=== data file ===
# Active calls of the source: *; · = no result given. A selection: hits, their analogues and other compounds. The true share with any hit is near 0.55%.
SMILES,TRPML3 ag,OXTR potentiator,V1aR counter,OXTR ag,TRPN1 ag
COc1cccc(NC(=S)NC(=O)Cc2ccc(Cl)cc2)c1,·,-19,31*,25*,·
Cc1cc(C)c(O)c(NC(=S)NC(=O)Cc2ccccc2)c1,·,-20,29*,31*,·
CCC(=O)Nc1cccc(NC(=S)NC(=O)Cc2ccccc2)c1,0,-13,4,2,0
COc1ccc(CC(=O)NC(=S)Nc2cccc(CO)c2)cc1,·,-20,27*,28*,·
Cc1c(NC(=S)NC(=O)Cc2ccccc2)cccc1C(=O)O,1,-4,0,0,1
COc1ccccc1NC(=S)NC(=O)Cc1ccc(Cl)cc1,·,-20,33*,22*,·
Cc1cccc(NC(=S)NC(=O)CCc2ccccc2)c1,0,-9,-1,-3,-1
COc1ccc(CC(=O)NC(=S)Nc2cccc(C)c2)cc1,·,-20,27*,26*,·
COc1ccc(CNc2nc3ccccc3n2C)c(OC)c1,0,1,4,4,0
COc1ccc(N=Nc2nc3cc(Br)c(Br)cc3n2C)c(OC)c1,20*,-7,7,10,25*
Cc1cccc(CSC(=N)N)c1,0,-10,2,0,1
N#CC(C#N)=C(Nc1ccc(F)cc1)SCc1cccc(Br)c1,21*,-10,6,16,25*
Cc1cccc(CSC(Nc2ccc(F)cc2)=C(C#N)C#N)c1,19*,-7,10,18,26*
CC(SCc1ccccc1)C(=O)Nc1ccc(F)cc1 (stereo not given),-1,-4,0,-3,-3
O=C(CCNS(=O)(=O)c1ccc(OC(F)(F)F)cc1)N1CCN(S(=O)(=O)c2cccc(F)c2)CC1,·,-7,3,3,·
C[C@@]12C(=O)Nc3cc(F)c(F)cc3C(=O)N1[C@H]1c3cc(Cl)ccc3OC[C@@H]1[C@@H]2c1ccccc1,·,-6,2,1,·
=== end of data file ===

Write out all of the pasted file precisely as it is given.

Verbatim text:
# Active calls of the source: *; · = no result given. A selection: hits, their analogues and other compounds. The true share with any hit is near 0.55%.
SMILES,TRPML3 ag,OXTR potentiator,V1aR counter,OXTR ag,TRPN1 ag
COc1cccc(NC(=S)NC(=O)Cc2ccc(Cl)cc2)c1,·,-19,31*,25*,·
Cc1cc(C)c(O)c(NC(=S)NC(=O)Cc2ccccc2)c1,·,-20,29*,31*,·
CCC(=O)Nc1cccc(NC(=S)NC(=O)Cc2ccccc2)c1,0,-13,4,2,0
COc1ccc(CC(=O)NC(=S)Nc2cccc(CO)c2)cc1,·,-20,27*,28*,·
Cc1c(NC(=S)NC(=O)Cc2ccccc2)cccc1C(=O)O,1,-4,0,0,1
COc1ccccc1NC(=S)NC(=O)Cc1ccc(Cl)cc1,·,-20,33*,22*,·
Cc1cccc(NC(=S)NC(=O)CCc2ccccc2)c1,0,-9,-1,-3,-1
COc1ccc(CC(=O)NC(=S)Nc2cccc(C)c2)cc1,·,-20,27*,26*,·
COc1ccc(CNc2nc3ccccc3n2C)c(OC)c1,0,1,4,4,0
COc1ccc(N=Nc2nc3cc(Br)c(Br)cc3n2C)c(OC)c1,20*,-7,7,10,25*
Cc1cccc(CSC(=N)N)c1,0,-10,2,0,1
N#CC(C#N)=C(Nc1ccc(F)cc1)SCc1cccc(Br)c1,21*,-10,6,16,25*
Cc1cccc(CSC(Nc2ccc(F)cc2)=C(C#N)C#N)c1,19*,-7,10,18,26*
CC(SCc1ccccc1)C(=O)Nc1ccc(F)cc1 (stereo not given),-1,-4,0,-3,-3
O=C(CCNS(=O)(=O)c1ccc(OC(F)(F)F)cc1)N1CCN(S(=O)(=O)c2cccc(F)c2)CC1,·,-7,3,3,·
C[C@@]12C(=O)Nc3cc(F)c(F)cc3C(=O)N1[C@H]1c3cc(Cl)ccc3OC[C@@H]1[C@@H]2c1ccccc1,·,-6,2,1,·